Extreme weather incidents in 2019 set more than 120,000 daily records across the U.S. according to data from the National Centers for Environmental Information.
The 122,055 records set include record daily high and low temperatures as well as record rain and snow.
CNN reported on the record events, noting heat waves that hit Alaska and raised temps to 90 degrees Fahrenheit, a winter storm that brought snow to Hawaii, and rain that flooded the Midwest and hurt crops.
The report comes after a year of devastating climate events, from Hurricane Dorian to record melting of ice sheets. Other countries also saw record-breaking heat and cold, and raging fires severely damaged the Amazon rainforest.
The report, which compares the globe's emissions reality to the levels needed to meet the goals of the 2015 Paris climate accord, found that greenhouse gas emissions would need to fall by nearly 8 percent each year in order to keep the Earth from warming more than 2 degrees Celsius. Unfortunately, the report says that target is currently far from reach.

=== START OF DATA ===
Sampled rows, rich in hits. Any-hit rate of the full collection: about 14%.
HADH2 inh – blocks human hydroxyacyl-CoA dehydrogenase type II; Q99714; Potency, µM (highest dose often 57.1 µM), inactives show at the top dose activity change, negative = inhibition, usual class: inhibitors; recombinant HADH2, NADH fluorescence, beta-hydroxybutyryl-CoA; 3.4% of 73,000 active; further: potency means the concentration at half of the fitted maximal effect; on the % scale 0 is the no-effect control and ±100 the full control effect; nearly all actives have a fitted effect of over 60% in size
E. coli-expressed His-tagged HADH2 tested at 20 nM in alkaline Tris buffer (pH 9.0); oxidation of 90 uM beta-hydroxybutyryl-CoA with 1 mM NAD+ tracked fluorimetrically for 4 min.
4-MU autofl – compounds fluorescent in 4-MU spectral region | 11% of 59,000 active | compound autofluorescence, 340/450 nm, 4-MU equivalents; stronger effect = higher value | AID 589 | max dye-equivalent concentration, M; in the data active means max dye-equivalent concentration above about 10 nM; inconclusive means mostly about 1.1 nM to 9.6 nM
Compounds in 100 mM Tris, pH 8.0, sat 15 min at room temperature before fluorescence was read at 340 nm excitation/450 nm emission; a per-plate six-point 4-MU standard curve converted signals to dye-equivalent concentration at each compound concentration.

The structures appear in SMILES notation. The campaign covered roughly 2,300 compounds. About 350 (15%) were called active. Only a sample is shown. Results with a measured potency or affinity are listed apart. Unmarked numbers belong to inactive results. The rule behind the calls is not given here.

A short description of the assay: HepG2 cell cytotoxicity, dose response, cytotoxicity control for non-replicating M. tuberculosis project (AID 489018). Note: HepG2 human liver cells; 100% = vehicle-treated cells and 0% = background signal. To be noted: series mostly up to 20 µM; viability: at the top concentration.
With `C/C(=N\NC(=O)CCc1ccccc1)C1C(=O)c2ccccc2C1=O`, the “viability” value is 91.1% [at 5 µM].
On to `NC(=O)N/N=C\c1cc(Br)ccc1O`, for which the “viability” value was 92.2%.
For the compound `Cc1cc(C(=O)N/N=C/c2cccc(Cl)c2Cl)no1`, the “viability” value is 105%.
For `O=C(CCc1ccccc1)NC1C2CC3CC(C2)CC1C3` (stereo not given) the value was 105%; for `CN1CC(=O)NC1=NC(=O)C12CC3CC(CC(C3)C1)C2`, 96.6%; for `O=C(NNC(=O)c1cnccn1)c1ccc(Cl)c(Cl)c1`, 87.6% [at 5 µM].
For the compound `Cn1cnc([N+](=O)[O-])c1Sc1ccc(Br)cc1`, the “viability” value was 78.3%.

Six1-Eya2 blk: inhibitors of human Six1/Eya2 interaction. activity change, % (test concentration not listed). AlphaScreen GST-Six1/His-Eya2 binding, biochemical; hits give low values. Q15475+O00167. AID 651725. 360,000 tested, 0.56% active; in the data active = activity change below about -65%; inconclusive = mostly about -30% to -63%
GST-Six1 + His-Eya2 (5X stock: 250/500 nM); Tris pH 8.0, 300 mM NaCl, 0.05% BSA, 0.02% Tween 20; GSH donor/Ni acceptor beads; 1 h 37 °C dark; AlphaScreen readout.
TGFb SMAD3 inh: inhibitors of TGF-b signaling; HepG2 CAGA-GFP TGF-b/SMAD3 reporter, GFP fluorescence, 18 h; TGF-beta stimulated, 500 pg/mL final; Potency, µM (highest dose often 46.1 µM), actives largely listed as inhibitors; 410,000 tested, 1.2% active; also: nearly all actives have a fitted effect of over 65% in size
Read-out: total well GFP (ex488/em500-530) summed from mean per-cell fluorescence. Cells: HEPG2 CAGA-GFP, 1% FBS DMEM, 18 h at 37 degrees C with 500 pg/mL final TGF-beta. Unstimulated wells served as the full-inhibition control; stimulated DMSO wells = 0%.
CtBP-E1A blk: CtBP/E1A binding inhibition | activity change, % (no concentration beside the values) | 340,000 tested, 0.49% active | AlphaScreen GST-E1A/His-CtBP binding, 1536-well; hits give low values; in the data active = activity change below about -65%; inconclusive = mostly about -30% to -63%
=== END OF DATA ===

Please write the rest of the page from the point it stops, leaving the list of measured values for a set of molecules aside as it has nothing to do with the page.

“Every year of delay beyond 2020 brings a need for faster cuts, which become increasingly expensive, unlikely and impractical,” the report states. “Delays will also quickly put the 1.5C goal out of reach.”
In November, President TrumpDonald TrumpCheney says a lot of GOP lawmakers have privately encouraged her fight against Trump Republicans criticizing Afghan refugees face risks DeVos says 'principles have been overtaken by personalities' in GOP MORE officially pulled the United States out of the Paris climate agreement, fulfilling a promise he had made on the campaign trail.
The move, which will officially go into effect in November 2020, will make the U.S. the only country in the world to reject the international agreement.